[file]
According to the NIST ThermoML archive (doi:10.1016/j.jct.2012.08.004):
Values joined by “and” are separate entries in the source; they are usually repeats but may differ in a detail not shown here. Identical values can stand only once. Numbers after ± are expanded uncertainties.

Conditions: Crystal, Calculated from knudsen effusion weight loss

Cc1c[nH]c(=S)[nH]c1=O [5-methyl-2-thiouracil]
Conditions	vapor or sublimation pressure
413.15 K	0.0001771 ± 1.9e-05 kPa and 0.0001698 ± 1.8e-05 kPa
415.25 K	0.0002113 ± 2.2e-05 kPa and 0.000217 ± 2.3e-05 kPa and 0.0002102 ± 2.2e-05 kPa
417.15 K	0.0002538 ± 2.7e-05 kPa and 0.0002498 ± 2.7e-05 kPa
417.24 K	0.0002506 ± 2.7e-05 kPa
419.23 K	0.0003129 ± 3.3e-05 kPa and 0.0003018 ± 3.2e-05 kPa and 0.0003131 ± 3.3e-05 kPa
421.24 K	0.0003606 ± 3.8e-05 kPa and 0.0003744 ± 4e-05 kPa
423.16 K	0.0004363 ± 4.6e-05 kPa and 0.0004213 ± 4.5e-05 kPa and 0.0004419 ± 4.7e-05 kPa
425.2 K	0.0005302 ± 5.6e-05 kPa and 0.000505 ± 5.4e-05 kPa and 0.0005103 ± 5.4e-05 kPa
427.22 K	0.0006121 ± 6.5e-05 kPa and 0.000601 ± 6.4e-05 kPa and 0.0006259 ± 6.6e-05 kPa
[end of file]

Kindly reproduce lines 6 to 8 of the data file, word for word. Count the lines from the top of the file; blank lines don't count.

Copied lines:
413.15 K	0.0001771 ± 1.9e-05 kPa and 0.0001698 ± 1.8e-05 kPa
415.25 K	0.0002113 ± 2.2e-05 kPa and 0.000217 ± 2.3e-05 kPa and 0.0002102 ± 2.2e-05 kPa
417.15 K	0.0002538 ± 2.7e-05 kPa and 0.0002498 ± 2.7e-05 kPa